Re: The True Cost of the Essentials (Implementing Peer Review)

From: Albert Henderson <>
Date: Tue, 8 Jan 2002 02:05:59 +0000

On 19 Dec 2001 "Arthur P. Smith" <apsmith_at_APS.ORG> wrote:

> On Mon, 17 Dec 2001, Albert Henderson wrote:

> > on Fri, 14 Dec 2001 Stevan Harnad <> wrote:
> >
> > > "4. Whereas all refereed research should be fully accessible
> > > on-line without cost to all would-be users worldwide, it is
> > > nevertheless not altogether costless to produce. The main change is
> > > that dissemination and archiving cost incomparably less on-line
> > > than on-paper and hence the on-line dissemination/archiving costs
> > > per article effectively shrink to zero.
> > >
> >
> > You can claim to save only 9 cents per article with
> > online distribution!

> 9 cents per article per subscription. For a journal with 2000 print
> copies produced, that's $180 per article. For a journal producing
> and selling only one print copy, yes 9 cents would be your savings.
> At least that's the only way one can possibly understand the numbers in:

Not true. The publisher must treat the 9 cents as a variable cost,
rising or falling with the numbers of subscribers. As such, the
variable is of little concern, even if increased numbers of articles
force the total price upward. Saving the variable runoff cost, as
claimed, is particularly laughable because it comes at the cost of
expensive infrastructure and shifts of production (paper, energy) to
the reader.

> > King, McDonald and Roder estimated the pre-Internet
> > costs of U S science journals. They put per-article
> > prerun costs at $1050 in 1977; runoff costs were
> > 1981. p. 218-219]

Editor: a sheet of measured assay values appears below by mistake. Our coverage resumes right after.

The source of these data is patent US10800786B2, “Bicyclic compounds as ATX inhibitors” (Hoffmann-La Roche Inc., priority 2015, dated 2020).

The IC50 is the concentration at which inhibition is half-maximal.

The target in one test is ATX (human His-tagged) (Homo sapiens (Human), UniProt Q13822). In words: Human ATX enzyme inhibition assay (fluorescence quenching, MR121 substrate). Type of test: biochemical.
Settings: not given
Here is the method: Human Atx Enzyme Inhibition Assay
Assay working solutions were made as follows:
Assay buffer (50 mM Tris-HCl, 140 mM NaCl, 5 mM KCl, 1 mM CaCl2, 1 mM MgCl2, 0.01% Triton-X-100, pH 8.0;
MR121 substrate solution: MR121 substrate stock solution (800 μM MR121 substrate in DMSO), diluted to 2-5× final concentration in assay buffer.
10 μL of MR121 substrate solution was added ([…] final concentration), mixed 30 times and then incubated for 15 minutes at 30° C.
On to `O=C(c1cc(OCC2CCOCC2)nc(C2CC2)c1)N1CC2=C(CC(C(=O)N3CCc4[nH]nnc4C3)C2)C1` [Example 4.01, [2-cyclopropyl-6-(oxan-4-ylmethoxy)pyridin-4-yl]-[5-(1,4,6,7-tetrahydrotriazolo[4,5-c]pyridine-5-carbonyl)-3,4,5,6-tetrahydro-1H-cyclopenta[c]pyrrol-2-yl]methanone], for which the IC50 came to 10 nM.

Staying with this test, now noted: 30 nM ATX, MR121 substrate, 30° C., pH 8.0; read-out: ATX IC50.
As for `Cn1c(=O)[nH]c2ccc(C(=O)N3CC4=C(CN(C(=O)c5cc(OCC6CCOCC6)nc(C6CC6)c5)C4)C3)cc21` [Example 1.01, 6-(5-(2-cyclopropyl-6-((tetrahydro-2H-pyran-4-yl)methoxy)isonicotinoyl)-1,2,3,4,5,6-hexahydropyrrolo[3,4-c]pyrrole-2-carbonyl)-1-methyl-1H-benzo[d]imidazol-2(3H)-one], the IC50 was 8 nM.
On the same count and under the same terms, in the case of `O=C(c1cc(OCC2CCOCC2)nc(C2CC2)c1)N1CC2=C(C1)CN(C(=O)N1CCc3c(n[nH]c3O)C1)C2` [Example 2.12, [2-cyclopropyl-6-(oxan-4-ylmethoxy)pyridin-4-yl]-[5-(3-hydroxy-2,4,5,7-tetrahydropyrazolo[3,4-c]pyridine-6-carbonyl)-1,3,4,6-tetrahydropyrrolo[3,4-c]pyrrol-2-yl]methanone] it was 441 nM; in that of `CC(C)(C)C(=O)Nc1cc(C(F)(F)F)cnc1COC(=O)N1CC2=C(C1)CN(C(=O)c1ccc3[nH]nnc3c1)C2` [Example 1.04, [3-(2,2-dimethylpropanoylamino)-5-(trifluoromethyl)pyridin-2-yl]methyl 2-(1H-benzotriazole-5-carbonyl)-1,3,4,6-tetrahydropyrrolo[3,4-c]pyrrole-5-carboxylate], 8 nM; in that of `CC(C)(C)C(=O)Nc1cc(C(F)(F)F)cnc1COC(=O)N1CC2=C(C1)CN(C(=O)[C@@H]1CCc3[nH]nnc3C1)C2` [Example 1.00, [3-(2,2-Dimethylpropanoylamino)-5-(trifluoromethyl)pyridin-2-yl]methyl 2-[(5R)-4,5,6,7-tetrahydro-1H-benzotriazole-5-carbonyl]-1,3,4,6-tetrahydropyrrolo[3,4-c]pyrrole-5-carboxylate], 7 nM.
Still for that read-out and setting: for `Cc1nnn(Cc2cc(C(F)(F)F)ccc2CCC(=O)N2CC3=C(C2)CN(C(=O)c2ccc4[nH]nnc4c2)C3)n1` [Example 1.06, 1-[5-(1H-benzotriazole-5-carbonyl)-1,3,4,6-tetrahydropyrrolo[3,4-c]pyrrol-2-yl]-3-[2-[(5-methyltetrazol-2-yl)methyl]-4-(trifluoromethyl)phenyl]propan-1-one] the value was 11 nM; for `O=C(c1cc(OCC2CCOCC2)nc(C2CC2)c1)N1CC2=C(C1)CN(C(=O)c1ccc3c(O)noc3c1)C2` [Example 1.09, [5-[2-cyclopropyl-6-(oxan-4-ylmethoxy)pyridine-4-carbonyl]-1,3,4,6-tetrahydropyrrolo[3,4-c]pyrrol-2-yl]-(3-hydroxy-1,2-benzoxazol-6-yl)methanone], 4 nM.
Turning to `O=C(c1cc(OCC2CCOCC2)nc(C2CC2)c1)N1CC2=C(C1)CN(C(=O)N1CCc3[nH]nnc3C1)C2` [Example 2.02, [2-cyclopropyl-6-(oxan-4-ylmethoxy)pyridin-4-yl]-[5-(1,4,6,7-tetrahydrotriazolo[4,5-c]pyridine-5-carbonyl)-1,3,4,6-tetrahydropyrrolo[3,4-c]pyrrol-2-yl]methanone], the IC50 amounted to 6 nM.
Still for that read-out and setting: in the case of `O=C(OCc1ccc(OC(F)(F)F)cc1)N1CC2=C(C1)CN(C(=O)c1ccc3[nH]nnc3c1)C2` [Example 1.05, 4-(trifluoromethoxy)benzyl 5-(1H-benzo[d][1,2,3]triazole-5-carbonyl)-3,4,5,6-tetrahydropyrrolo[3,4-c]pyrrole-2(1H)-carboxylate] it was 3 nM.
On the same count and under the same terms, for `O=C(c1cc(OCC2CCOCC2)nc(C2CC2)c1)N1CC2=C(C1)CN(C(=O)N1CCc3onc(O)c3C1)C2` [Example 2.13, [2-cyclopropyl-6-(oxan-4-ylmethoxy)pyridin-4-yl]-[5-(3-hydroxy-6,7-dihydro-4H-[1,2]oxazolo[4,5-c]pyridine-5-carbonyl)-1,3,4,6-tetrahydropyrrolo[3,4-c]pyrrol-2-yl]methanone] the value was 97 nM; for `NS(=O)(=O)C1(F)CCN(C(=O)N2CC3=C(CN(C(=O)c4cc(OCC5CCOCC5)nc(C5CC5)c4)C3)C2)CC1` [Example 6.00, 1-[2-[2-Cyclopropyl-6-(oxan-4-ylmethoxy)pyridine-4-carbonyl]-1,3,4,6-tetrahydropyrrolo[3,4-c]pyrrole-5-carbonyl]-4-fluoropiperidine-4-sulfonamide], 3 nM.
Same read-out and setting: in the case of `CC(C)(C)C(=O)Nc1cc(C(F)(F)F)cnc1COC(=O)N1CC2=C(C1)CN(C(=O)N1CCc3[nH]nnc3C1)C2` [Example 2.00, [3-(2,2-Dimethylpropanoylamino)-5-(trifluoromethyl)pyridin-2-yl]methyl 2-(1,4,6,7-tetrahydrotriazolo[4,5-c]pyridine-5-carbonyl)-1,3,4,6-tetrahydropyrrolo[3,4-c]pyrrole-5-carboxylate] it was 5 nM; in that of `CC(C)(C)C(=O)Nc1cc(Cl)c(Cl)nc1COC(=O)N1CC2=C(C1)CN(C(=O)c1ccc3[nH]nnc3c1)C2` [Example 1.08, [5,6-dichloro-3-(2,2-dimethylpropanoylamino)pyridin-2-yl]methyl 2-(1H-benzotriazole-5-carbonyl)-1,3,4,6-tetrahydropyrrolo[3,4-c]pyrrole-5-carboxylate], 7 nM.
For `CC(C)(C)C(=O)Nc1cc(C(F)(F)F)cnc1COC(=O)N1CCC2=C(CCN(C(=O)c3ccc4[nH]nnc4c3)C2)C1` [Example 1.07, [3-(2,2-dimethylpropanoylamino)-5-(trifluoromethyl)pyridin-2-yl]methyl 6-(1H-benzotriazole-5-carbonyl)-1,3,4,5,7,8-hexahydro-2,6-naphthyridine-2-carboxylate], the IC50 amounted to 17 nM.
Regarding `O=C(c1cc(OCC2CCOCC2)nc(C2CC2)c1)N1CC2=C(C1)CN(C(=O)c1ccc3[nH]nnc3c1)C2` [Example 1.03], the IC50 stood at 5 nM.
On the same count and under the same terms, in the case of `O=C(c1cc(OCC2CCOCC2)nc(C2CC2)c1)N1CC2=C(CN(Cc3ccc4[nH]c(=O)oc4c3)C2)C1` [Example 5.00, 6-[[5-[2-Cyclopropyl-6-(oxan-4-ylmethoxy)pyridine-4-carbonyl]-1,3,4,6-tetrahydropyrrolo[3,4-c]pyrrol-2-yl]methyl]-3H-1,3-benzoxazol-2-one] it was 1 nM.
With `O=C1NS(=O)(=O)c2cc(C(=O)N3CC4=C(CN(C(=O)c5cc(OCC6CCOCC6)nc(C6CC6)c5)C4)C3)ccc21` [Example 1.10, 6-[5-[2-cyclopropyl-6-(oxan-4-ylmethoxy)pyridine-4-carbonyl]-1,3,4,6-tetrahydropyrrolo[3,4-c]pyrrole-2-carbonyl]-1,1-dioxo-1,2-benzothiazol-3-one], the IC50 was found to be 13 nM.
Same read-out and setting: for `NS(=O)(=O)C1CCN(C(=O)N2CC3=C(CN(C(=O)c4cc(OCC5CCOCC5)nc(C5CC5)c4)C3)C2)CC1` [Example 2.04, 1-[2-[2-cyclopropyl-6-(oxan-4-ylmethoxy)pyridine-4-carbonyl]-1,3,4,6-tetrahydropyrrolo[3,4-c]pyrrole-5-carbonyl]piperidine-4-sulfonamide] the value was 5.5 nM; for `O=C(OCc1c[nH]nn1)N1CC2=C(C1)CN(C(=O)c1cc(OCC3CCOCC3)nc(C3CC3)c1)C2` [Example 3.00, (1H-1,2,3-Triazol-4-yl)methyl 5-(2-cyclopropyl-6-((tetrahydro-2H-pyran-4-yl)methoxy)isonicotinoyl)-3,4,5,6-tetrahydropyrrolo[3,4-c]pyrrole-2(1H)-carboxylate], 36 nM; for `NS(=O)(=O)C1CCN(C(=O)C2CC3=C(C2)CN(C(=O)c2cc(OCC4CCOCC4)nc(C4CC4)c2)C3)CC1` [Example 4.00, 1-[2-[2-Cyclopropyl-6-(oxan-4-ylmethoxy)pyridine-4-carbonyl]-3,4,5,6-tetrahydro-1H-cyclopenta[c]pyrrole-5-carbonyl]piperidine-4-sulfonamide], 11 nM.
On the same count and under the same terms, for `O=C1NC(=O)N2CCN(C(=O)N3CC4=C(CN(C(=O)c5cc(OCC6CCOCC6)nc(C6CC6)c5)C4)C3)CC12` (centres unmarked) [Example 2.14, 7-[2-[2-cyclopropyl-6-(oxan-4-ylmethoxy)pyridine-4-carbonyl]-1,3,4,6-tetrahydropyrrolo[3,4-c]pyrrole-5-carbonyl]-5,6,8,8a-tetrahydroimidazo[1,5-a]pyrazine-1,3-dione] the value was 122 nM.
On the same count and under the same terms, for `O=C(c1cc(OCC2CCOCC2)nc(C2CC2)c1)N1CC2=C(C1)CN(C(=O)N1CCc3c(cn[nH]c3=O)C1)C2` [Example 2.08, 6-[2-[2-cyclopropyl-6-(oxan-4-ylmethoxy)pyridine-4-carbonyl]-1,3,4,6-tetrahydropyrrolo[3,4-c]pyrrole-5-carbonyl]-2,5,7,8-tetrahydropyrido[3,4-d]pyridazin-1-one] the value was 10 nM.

> It does matter what factors are being included in quoted numbers!
> Per article in the recent discussion really meant per article,
> not per article per subscription, or "price per page" to the library,
> as is often quoted.

You are missing the point.

Members of the policy community, particularly those controlling library
budgets, bear a major responsibility for the rises in subscription
prices related to nonvariable costs of production.

The publisher faces a fixed cost ($1050 per article in 1977) that rises
'per-subscriber' when the numbers of subscribers decrease (as they have
for 30 years). Each subscriber must contribute more to support this
fixed cost as a result of subscription cancellations. It means that the
'price per page' rises.

Moreover, the science policy that constantly increases R&D spending
should acknowledge its major role in total library subscription costs.
Each library subscriber must pay more as the numbers of articles
increase, about 5 per cent each year (as they have for 336 years). The
fact that libraries are unable to meet this challenge testifies to a
gaping hole in the sincerity of policy insiders.

Thank you for your comment.

Albert Henderson
Received on Tue Jan 08 2002 - 02:06:58 GMT

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